Home Money FTSE 100 shares up the most this year as stock market continues to hit new all-time highs

FTSE 100 shares up the most this year as stock market continues to hit new all-time highs

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FTSE 100 shares up the most this year as stock market continues to hit new all-time highs

The FTSE 100 hit a record high of 8,393 earlier this week, having risen more than 9 per cent since the start of 2024.

That was the 12th new closing peak for the UK’s main stock index in a month, equaling a record dating back to 1984.

While investors will be encouraged by a 9.3 per cent return in mid-May, some FTSE 100 shares have grown much more: the top three are up 49 per cent, 42 per cent and 39 per cent respectively.

We reveal the ten biggest risers in the FTSE 100 this year and look at why these big blue-chip companies have led the way on the UK stock market.

Biggest risers: NatWest Group is the best-performing blue-chip stock so far this year, followed by aerospace giant Rolls-Royce and banking firm Barclays.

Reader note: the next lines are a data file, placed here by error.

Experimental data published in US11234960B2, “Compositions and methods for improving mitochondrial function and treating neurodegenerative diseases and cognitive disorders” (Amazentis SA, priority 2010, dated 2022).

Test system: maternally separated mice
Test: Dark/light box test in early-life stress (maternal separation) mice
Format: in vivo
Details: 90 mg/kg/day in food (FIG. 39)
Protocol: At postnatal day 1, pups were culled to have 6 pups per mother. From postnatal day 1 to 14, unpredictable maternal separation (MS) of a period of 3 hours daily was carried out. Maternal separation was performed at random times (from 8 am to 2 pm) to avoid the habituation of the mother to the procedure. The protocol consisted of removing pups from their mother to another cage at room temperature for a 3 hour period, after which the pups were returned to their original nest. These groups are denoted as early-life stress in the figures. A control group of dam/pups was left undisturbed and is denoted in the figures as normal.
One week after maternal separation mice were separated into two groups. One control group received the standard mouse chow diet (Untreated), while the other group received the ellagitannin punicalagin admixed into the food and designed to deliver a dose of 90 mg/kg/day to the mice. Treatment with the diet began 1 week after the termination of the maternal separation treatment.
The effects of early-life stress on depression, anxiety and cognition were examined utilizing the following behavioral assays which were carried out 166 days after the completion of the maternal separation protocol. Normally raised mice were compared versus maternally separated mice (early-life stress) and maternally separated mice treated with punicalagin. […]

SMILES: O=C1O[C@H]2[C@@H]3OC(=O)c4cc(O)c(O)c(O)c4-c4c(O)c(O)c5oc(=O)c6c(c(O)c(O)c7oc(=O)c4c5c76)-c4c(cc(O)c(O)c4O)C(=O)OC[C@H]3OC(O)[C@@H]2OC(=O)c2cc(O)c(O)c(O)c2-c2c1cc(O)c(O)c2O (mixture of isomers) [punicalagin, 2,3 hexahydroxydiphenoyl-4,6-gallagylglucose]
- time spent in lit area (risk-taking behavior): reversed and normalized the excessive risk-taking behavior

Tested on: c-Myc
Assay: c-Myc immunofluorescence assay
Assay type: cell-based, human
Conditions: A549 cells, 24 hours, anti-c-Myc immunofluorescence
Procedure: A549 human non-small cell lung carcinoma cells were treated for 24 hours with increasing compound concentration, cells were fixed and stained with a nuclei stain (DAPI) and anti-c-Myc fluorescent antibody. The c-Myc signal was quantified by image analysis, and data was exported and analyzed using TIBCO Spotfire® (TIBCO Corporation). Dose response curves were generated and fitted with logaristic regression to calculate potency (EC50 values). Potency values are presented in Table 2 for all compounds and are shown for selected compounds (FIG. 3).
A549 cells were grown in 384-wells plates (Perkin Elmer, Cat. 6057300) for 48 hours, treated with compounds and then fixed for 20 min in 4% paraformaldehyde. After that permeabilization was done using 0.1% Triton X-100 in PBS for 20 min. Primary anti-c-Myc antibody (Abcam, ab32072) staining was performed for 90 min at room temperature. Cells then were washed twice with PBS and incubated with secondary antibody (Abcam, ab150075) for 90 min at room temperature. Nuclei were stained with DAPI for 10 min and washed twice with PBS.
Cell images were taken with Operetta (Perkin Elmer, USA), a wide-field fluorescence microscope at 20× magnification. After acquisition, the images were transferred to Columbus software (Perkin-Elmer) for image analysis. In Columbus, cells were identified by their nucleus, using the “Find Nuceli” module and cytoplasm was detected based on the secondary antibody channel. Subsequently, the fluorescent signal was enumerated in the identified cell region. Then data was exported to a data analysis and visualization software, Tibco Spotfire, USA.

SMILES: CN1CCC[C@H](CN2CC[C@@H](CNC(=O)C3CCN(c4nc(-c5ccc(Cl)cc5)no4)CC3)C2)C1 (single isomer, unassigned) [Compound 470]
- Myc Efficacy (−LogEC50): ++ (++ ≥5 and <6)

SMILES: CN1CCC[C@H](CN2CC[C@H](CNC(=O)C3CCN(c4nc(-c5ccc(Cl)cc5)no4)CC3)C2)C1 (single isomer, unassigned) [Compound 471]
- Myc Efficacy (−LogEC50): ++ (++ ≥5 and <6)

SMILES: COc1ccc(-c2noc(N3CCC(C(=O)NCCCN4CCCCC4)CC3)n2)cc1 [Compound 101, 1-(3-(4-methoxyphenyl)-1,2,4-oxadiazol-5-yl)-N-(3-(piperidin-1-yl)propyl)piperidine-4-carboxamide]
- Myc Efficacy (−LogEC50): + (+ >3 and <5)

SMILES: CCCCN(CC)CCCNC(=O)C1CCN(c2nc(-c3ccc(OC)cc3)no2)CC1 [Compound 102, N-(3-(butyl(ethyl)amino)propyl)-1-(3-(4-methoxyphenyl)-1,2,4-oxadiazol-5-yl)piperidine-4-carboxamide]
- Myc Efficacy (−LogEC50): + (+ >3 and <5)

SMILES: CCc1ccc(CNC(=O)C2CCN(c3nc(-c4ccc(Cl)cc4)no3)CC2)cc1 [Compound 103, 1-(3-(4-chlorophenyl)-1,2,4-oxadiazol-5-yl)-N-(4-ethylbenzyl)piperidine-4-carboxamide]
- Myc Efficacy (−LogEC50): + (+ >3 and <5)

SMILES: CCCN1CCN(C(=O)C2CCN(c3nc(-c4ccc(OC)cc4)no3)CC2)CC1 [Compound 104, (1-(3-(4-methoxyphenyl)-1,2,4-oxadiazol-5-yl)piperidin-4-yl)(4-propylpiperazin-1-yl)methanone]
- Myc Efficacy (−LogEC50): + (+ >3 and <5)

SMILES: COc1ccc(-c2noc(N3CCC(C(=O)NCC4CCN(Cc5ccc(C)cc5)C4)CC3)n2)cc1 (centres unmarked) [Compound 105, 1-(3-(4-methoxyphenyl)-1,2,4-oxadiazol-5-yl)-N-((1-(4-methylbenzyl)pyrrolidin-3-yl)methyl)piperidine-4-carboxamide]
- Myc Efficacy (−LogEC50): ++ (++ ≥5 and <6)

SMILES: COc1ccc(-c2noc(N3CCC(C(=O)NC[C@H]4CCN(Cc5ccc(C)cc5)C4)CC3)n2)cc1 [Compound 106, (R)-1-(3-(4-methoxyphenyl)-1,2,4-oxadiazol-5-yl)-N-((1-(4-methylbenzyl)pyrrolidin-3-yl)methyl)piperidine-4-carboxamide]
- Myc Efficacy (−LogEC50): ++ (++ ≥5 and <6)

Why are stocks going up?

The FTSE 100’s latest series of all-time highs is due to renewed eexpectations of imminent interest rate cuts.

While the Bank of England did not lower the UK’s base rate last week, the 7-2 vote to leave it in place and boss Andrew Bailey’s dovish tone encouraged financial markets to predict it will cut rates over the summer and will drop to 4.75 percent this year. year.

Lower base rates tend to stimulate stock markets by spurring business investment and consumer spending rather than savings and debt payments.

In contrast, bank stocks have benefited from the high interest rate environment as borrowers are charged more for loans and mortgages.

The ‘Footsie’ is also benefiting from the depreciation of the pound against the dollar because companies in the index tend to have sizeable overseas profits that are worth more when converted back to pounds sterling.

However, as Victoria Scholar, chief investment officer at Interactive Investor, points out: ‘The index is not a barometer of the strength of the UK economy; rather, it is an outward-facing index that largely comprises multinational conglomerates.’

He adds that Footsie is getting a substantial boost from defense and aerospace stocks, which are booming due to geopolitical instability and larger military budgets.

Here are the ten best-performing blue-chip stocks so far this year, with data correct as of May 15, 2024.